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s1hunter Indiana cornerback Michael Hunter (17) and safety Greg Heban (9) defend against Bowling Green's Shaun Joplin (9) durig an NCAA college football game at Memorial Stadium in Bloomington, Ind., Saturday, Sept. 14, 2013. (AP Photo/The Herald-Times, Chris Howell)
Indiana cornerback Michael Hunter (17) and safety Greg Heban (9) defend against Bowling Green's Shaun Joplin (9) durig an NCAA college football game at Memorial Stadium in Bloomington, Ind., Saturday, Sept. 14, 2013. (AP Photo/The Herald-Times, Chris Howell)
BLOOMINGTON HERALD-TIMES Enlarge
Published: Sunday, 9/15/2013

Commentary

Falcons’ D not up for potent IU

BY DAVE HACKENBERG
BLADE SPORTS EDITOR

BLOOMINGTON, Ind. — In the latter stages of the first quarter Saturday at Memorial Stadium, Bowling Green’s Paul Senn crashed through the Indiana line, almost beat the ball to the Hoosiers’ punter, literally plucked it off his right big toe, never broke stride, and scored a touchdown on a 56-yard play.

It looked more like a handoff than a blocked punt. You think the Falcons’ coaches saw something on film?

Yes, BG had the Hoosiers’ number on fourth down. The Falcons came within a whisker of blocking another punt, too. They were on ‘em like white on rice.

First, second, and third downs … well, those were problems.

After two impressive wins to open the season, the Falcons crash-landed here on a sunny afternoon the likes of which Pop Warner and old Amos Stagg and John Heisman and the whole bunch had in mind when they started drawing X’s and O’s on a chalkboard.

Of course, those great gridiron minds never envisioned an offense like Indiana’s.

Make no mistake, when it comes to the spread and the hurry-up and packing as many plays as possible into a 60-minute window, the Hoosiers aren’t exactly Oregon. That thought is laughable.

The concept is similar and the Falcons’ defense, a unit that has had its way more often than not since the start of the 2012 season, wasn’t up for it.

Neither was BG’s offense. If the Falcons were going to compete, the final score would have had to be something like 38-35. Despite rolling up a decent 409 yards, the visitors’ offense scored three points. That was just a tad deficient.

So this 42-10 BG loss was disappointing in light of the Falcons being expected to, well, show up.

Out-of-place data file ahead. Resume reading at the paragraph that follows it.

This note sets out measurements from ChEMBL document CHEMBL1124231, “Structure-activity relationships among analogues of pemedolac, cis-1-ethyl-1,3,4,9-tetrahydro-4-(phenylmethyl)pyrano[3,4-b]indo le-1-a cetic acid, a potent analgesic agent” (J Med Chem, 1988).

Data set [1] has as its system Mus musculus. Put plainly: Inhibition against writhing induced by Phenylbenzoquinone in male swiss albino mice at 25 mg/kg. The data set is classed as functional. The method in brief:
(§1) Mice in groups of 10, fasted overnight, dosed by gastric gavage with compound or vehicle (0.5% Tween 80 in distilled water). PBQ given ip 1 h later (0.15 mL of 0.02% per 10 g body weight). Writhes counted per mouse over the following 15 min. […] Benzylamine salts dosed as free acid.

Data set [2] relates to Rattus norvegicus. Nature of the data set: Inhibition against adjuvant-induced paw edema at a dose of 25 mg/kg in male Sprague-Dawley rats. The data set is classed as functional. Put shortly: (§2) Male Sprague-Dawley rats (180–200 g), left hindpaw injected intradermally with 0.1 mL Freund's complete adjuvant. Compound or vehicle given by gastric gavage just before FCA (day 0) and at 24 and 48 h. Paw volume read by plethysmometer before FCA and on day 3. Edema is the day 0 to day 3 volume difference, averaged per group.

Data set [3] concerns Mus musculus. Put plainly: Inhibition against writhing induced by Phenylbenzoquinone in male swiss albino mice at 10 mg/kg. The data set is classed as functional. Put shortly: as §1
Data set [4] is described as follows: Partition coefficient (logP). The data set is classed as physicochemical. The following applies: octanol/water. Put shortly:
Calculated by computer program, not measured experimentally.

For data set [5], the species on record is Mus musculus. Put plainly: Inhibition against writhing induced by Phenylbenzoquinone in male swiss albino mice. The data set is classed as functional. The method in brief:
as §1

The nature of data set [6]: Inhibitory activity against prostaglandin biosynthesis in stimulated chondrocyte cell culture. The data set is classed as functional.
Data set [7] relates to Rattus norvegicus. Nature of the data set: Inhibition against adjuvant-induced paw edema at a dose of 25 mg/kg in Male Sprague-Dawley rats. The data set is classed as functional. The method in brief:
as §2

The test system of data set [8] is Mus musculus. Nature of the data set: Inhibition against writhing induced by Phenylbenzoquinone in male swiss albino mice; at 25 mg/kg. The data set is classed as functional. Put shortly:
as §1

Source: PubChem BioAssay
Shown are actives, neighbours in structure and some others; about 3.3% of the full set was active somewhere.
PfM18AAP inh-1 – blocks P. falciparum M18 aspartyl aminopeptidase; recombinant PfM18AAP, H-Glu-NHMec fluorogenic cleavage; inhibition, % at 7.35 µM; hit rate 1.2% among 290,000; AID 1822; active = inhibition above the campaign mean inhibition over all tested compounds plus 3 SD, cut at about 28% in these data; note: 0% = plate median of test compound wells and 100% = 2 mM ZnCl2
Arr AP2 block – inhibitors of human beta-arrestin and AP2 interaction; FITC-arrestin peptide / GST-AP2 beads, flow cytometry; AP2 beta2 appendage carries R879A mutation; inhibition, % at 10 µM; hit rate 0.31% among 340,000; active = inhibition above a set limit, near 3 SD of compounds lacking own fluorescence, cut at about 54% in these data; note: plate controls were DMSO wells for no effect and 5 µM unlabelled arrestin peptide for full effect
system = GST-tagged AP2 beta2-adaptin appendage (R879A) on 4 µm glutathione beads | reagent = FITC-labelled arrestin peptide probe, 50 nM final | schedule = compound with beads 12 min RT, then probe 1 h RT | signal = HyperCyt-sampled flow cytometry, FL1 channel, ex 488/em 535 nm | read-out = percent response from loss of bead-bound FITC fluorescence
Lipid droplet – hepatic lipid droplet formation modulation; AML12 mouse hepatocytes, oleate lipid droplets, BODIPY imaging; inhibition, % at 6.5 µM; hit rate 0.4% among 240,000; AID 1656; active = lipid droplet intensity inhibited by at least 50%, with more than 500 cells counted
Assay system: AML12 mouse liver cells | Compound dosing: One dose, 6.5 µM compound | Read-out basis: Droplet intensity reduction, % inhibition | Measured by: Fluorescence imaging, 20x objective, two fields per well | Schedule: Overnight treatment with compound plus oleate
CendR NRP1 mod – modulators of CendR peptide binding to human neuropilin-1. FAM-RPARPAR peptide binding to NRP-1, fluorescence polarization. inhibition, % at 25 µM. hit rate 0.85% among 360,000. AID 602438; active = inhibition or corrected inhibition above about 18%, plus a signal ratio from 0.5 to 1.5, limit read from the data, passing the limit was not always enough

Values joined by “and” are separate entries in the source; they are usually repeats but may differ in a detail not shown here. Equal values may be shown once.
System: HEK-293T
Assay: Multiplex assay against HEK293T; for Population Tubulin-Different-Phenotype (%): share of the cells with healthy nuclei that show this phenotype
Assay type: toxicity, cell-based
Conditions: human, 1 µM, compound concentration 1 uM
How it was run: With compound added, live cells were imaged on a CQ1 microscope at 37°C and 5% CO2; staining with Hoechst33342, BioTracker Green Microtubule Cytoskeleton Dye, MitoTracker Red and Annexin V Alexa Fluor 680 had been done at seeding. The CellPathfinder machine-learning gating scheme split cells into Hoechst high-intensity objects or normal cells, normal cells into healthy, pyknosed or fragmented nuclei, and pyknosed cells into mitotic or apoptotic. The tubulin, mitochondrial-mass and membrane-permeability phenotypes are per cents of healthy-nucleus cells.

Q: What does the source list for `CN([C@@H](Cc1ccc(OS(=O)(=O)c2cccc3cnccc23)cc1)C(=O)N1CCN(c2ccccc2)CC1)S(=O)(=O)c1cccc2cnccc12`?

“It shows us we’re not bullet-proof,” said quarterback Matt Johnson.

MAC teams are not supposed to beat Big Ten teams, although it happens from time to time and Indiana has always been considered fair game. These Hoosiers, perhaps, are better, and since the game had no particular bearing on BG’s hopes and dreams for 2013, I suppose they can just forget it.

The Falcons expected, and were expected, to compete and have a chance. They didn’t and they didn’t.

The 24-hour rule exists, win or lose, celebrating or commiserating, and linebacker Paul Swan said these 24 hours “will sting.”

Eventually, the coaches will turn the projectors on and it will really sting. The Falcons will watch the film, grimace, squirm, and hide their heads in their hands.

“We’re extremely disappointed,” said BG’s Dave Clawson. “As a coach you just want your team to play up to its capabilities and we clearly didn’t do that. We didn’t play well… Take an offense like [Indiana’s] and don’t play well, the result is 42 points.

“I believe we’re at a point in our program where we don’t go into any game thinking we can’t win. We didn’t look at this game like we were big underdogs. We thought if we came in and executed and played well that this was a winnable game.

“You have to put it behind you, yeah, but there are a lot of things on film here that if we don’t learn from [they] will pop up again. It just didn’t happen. It wasn’t an accident. We didn’t play well and we got our butts whipped today and we got served a little humble pie. I don’t know if we’ve been reading the press clippings about how good we are.”

Well, these clippings should change all that.

BG’s defense surrendered 601 yards and the Falcons hadn’t been touched for more than 452 yards in any of 17 previous games. IU averaged 8.1 per play and had two 100-yard rushers and one 100-yard receiver. The Hoosiers were 8-of-13 on third down plays and we’re not talking about dives into the line. It was plus-20 on third-and-13, plus-11 on third-and-10, plus-10 on third-and-seven, plus-20 on third-and-17, and plus-31 on third-and-18, to cover some of them.

Indiana ran the same rushing play three times and it produced 43, 50, and 40 yards. BG, meanwhile, missed a couple field goals in the first half, threw an interception from close in early in the second half after starting a drive at the Hoosiers’ 42 yard line, and then drove 55 yards into the red zone on 15 plays and took more than 7 minutes off the clock and scored zero points.

Or, if you’re tired of numbers, let’s just say the Falcons got exposed … a bad effort against a so-so opponent in a Big Ten venue that is anything but hostile and was maybe half full. Or, to relate it to BG’s performance, half empty.

Contact Blade sports columnist Dave Hackenberg at: dhack@theblade.com or 419-724-6398.



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